Why do I have to have a Psychiatric Evaluation?
A psychiatric evaluation is ordered most commonly because your insurance company may require it and our team would like confirmation that if there is a pre existing condition such as depression or bipolar; that you are currently being treated appropriately. Most psychiatrists will evaluate your understanding and knowledge of the risks and complications associated with weight loss surgery and your ability to follow the the required lifestyle changes after surgery.
If I want to undergo a weight loss procedure (gastric bypass or gastric banding), how long do I have to wait?
After attending the mandatory informational session, your first consultation with the bariatric team can be scheduled within 3-4 weeks. The amount of time between the first consultation and the date of surgery depends on several factors which include appointments for necessary pre operative medical consultations and meeting the required insurance criteria for surgical authorization.
What can I do before my initial appointment with the bariatric team to speed up the process of getting ready for surgery?
  • Select a primary care physician if you don't already have one, and establish a relationship with him or her. Remember most insurance companies are asking primary care providers to document in their letter of medical necessity that you have been under their care for at least 5 years for morbid obesity. Work with your primary care provider to ensure that your routine health maintenance testing is current. For example, women may have a pap smear, and if over 40 years of age, a breast exam. And for men, this may include a prostate specific antigen test (PSA).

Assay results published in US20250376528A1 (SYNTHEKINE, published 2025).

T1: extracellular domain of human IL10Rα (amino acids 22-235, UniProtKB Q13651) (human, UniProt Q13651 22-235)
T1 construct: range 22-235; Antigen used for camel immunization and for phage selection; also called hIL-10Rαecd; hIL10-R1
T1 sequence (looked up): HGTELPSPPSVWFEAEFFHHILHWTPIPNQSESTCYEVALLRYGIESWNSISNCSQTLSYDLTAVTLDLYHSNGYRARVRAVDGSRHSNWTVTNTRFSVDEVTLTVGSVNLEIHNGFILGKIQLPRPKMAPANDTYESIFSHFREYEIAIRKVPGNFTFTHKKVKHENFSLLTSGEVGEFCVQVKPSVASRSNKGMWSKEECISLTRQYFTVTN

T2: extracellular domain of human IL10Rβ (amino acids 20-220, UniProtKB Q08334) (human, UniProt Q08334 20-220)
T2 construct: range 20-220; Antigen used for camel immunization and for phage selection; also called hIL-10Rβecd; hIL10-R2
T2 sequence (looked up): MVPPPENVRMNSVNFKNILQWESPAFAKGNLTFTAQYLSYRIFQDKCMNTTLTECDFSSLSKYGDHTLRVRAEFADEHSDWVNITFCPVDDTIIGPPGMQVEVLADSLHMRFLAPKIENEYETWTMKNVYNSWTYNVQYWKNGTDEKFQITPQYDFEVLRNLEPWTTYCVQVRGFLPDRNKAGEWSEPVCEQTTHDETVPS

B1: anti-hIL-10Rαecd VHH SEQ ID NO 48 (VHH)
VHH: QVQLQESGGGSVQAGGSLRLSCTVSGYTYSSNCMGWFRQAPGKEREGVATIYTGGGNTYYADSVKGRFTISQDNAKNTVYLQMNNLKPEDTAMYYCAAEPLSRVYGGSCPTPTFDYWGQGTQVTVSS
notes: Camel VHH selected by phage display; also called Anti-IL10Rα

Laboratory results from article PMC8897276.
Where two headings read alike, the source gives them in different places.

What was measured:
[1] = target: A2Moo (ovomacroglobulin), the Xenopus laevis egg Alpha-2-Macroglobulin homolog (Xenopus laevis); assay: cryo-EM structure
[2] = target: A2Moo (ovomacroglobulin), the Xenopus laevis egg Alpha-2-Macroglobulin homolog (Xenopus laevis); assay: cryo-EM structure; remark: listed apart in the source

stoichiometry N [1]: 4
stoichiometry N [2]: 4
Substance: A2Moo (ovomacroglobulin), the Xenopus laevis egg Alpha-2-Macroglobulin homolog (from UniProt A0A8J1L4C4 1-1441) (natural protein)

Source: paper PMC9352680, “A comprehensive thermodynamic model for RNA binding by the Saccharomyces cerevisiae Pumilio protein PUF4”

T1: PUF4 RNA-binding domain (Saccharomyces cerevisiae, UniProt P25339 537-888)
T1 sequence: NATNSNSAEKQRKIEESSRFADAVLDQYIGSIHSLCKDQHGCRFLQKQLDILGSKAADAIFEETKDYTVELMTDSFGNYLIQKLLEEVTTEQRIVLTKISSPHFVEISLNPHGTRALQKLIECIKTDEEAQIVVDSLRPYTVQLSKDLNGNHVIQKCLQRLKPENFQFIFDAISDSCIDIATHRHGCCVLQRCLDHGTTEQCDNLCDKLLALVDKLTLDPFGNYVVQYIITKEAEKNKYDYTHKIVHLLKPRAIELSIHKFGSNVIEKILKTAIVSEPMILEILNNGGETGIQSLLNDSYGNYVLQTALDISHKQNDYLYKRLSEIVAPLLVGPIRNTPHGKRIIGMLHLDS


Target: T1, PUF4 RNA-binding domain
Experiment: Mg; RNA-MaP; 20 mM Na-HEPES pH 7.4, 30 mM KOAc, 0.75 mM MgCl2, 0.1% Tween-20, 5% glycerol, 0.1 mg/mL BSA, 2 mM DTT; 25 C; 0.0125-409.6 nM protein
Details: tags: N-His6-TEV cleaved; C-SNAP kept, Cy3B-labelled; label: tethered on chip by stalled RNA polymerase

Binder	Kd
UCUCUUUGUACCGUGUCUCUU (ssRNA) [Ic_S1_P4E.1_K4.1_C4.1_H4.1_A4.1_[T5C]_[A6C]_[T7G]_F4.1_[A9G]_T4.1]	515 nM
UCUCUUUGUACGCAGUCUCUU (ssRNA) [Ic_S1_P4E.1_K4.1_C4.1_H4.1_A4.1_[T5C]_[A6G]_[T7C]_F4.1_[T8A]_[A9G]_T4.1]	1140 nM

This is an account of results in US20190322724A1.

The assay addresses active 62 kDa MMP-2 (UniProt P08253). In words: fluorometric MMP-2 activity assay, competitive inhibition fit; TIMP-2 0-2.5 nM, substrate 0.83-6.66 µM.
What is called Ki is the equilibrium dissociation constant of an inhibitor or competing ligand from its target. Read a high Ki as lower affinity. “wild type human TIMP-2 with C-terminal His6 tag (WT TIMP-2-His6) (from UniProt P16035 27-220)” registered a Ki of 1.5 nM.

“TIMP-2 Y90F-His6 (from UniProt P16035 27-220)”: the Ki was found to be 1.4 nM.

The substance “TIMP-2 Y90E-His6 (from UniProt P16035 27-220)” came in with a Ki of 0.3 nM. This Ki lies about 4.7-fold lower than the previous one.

• Verify with your current insurance plan that weight loss surgery is a covered benefit and if possible obtain any of the required criteria for surgical authorization. You are not authorizing the surgery (the surgeon must do this) you are simply making sure it is a covered benefit with your plan. You will also be given information related to your responsibilities for co insurance and co pay amounts. The following are procedure codes sometimes asked when you are verifying benefits:
    • Laparoscopic Roux en Y Gastric Bypass (43644)
    • Laparoscopic Adjustable Gastric Banding ( 43659 )
  • Call the office (if you have not already) for an initial patient screening and directions on how to register your personal health information on line and upcoming dates for the required informational session attendance.
  • Make a list of all the diets you have tried (a diet history), giving dates of when started, How long you stayed on a diet and how much you lost or gained. (Honest approximation is acceptable)
  • Stop Smoking if you smoke. You must be at least 3 months smoke free prior to scheduling surgery.
  • Gather any pertinent medical data such as reports of special tests (echocardiogram, sleep study, etc.) or surgical reports for past surgeries you may have received..
  • Gather list of your current medications with dose and schedule. Also include any over the counter medications you take routinely such as vitamins, pain relievers.
  • Insurance Issues